The last thing I'd like to explore is the possible dangers inherent with identifying a perceived negative trait with a genetic marker.  The personality is the result of the interactions of a chaotically complex set of variables, some of them genetic and some of them environmental.  To place an over reliance on a chromosomal marker as an indicator of a personality trait seems simplistic at best and dangerous at worst.  I know that I risk rehashing the do we have the right to play god?© argument here, but when you look at the list referenced above, our society would be very much impoverished without the individuals mentioned.

It's an interesting piece of research, but I think that a lot more work is needed before it's findings can be considered to be the foundations on which future actions can be taken.

Offline Oniya

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Re: Genetic predisposition to suicide
« Reply #21 on: June 14, 2009, 08:10:30 AM »
At best, I would consider using it only as a way of noting a possible future problem that could then be better treated, much the same way that inherited diabetes, heart disease or sickle trait are monitored. 

Offline Gunslinger

Re: Genetic predisposition to suicide
« Reply #22 on: June 14, 2009, 11:37:00 PM »
I am skeptical.

I think they should have done this study in Japan. The country with the biggest suicide rates and is it an effect of a social condition rather then the DNA.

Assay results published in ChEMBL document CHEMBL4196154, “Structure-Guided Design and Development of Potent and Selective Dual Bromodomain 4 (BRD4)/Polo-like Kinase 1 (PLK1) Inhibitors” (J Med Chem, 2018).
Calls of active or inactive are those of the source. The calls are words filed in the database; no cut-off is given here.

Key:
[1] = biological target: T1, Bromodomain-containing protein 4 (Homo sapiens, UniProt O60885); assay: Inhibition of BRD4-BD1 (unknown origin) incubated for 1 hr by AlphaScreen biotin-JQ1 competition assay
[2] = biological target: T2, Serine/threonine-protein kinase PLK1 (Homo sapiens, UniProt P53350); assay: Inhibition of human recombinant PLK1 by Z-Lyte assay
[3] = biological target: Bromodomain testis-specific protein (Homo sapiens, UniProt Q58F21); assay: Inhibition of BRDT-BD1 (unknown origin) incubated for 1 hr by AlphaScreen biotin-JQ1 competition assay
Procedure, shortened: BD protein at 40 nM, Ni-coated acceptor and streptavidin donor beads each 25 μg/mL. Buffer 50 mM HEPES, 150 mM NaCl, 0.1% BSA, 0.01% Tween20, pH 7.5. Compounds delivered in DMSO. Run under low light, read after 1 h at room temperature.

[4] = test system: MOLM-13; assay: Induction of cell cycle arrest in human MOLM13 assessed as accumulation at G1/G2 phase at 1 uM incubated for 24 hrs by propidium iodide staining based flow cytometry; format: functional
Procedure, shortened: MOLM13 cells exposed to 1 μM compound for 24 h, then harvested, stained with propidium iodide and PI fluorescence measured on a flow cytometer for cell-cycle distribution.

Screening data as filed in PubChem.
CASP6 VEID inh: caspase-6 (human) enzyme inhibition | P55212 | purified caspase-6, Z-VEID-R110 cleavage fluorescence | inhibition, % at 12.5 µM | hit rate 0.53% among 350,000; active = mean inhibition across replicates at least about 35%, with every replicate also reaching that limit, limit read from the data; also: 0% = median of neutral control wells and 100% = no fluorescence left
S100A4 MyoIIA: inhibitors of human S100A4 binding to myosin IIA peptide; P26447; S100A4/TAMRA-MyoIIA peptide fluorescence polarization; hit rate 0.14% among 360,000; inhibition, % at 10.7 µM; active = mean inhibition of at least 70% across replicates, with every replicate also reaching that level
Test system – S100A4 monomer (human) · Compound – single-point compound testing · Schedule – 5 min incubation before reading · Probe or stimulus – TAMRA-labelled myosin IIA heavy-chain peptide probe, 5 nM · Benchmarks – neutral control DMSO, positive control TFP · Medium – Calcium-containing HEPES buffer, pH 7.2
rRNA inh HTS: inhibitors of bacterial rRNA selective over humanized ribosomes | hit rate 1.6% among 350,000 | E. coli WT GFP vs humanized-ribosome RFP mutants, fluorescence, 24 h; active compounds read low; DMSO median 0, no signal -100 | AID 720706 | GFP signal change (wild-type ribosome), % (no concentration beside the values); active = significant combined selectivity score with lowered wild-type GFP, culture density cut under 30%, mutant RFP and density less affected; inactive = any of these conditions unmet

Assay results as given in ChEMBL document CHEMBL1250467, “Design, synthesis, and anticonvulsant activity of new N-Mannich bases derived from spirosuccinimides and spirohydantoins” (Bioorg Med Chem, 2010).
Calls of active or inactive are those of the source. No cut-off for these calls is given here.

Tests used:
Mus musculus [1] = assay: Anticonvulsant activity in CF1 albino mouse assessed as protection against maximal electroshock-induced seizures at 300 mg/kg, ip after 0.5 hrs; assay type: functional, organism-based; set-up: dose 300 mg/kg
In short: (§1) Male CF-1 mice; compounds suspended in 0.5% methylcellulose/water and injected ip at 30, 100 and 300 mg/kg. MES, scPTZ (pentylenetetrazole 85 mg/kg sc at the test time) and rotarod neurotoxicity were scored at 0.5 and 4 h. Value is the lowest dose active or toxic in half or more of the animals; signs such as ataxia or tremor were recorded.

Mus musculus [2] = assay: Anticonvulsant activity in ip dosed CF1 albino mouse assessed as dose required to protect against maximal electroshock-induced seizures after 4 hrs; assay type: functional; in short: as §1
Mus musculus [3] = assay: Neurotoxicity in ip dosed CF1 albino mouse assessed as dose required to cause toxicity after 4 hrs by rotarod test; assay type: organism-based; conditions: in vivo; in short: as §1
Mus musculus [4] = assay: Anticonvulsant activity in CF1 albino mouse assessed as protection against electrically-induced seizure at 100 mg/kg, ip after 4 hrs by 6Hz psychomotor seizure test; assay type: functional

Offline Lithos

Re: Genetic predisposition to suicide
« Reply #23 on: June 15, 2009, 12:25:09 AM »
As I said, research here suggests that suicides are more of a social phenomenon instead of hereditary. There are certain types of mental conditions that make suicide more likely, and these might well be hereditary. The amount of such cases of total amount of suicides committed is minor though, at least around this part of the world.

Genetic disposition to suicide is entirely wrong term, more correct one would be genetic disposition to bipolar disorder for example, or to what ever condition is resarched.

Offline Oniya

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Re: Genetic predisposition to suicide
« Reply #24 on: June 15, 2009, 07:58:24 AM »
I am skeptical.

I think they should have done this study in Japan. The country with the biggest suicide rates and is it an effect of a social condition rather then the DNA.

Then you'd run into the question of whether it was a gene peculiar to the Japanese.  Ideally, the study would consist of an international set of subjects.